I’m sure by now you’ve seen that video that Los Angeles-based writer Greg Karber made where he hands out a buch of Abercrombie gear to homeless people. It’s embedded above if you haven't.
Karber made the video in response to that stuff that Abercrombie CEO Mike Jeffries said about their “no women’s clothing above a size 10” policy. Essentially, Jefferies only wants “thin and beautiful people” shopping at his stores, because he doesn’t want the “cool kids” to have to endure the horror of seeing a fat person wearing the same outfit as them. I think we can all agree that the most shocking part of Mike’s statements is that they reveal there’s a person out there who thinks that the cool kids are wearing Abercrombie.
Karber handed out A&F clothing to, as far as I can tell from the video, a fairly bewildered homeless population on Los Angeles’s Skid Row. His goal was to “rebrand” Abercrombie & Fitch by putting their clothing not on the cool kids that Mike Jeffries so loves, but on the homeless, who, I guess, are the opposite of cool.
Now, if you only think about it for a few seconds, it would appear that this is a great campaign. Karber wanted to make a point about Abercrombie & Fitch and to “clothe the homeless,” in his words, while doing it. Unfortunately, “Fitch the Homeless,” as Karber dubbed his campaign, is fucking stupid. For one thing, Karber doesn't appear to ask these people if they want Abercrombie & Fitch clothing, or if he did ask them, he cut those parts from the video for some reason. He just sort of dumps polo shirts and A&F brand tees onto the residents of Skid Row, as if they were pack mules and he were a sherpa venturing into the mountains to deliver striped rugby shirts to a monastery.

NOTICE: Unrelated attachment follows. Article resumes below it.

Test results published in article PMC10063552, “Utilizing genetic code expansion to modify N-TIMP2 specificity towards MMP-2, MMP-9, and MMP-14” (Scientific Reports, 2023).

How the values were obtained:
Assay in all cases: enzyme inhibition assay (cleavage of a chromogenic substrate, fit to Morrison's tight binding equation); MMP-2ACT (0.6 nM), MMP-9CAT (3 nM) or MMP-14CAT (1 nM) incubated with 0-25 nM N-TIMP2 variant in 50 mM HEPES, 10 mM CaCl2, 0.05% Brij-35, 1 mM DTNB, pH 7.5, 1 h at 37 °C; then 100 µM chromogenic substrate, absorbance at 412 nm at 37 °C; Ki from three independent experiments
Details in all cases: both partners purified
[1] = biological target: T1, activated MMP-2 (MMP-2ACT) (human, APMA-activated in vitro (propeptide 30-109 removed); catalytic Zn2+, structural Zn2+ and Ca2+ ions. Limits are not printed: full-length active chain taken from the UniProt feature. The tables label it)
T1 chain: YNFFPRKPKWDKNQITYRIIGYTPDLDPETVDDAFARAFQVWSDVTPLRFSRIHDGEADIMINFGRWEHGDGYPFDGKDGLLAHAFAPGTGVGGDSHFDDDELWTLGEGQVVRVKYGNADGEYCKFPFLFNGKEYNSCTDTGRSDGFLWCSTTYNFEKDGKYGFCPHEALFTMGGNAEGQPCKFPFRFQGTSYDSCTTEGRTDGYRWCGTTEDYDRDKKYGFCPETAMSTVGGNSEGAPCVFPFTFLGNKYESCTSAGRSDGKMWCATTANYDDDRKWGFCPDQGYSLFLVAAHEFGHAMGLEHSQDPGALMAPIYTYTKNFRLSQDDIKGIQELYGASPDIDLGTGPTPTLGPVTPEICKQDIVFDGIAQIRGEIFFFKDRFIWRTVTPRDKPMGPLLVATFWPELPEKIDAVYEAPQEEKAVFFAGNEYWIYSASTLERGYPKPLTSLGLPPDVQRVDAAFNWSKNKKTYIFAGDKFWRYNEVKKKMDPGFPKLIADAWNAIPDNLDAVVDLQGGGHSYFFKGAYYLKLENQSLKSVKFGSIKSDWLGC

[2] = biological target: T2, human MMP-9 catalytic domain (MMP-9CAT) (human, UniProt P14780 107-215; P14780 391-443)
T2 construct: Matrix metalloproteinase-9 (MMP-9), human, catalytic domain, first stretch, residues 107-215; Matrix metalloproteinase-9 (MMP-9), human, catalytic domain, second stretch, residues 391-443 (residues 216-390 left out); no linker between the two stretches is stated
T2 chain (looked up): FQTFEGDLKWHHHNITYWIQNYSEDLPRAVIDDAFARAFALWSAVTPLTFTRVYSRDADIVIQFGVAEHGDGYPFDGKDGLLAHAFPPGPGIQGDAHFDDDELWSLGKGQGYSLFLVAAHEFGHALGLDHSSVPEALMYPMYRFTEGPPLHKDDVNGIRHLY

Perhaps Karber realized that homeless people make great props for your viral video. You can dress them up any way you want, bribe them with free stuff, and the worst that can happen is maybe they bite you, but they don’t brush their teeth, so it’s doubtful they’d break skin. It’s just too damn easy to use a homeless person to elicit sympathy from gullible viewers, so why not? We have no idea if these individuals are even in need of clothing, or if the clothes given to them would fit, and yet that is hardly the reason this video exists. It’s a prank that uses the most abundant scenery in Los Angeles, which is dirty people. Also, Karber himself says several times that Abercrombie & Fitch clothing looks “douchey,” which it does. By his own logic, why would the homeless want it?
The “Fitch the Homeless” campaign centers on the idea that homeless people are dirty or gross: the anticool kids. Karber’s thesis seems to be “Mike Jeffries would be so mad if homeless people wore Abercrombie & Fitch, because the homeless are lowly and disgusting. This’ll show that crusty old CEO!”
Karber’s video has gone viral, receiving over 2 million views in just two days. He’s already appeared on several talk shows. On Twitter, the hashtag #FitchTheHomeless is thriving. That’s because at the end of Karber’s video, he called for others to raid their closets and give all their Abercrombie & Fitch clothes to the homeless, as he had done. Many people have tweeted about what a good idea this is, how this really sticks it to Abercrombie & Fitch and helps the homeless in the process, so it may be too late to say this, but please don’t “Fitch the Homeless.” This is all just some cheeseball stunt perpetrated by a guy who really wants attention and saw an opportunity to get it. Yes, it seems clever, but making fart noises with your armpits in seventh grade seemed clever, too.
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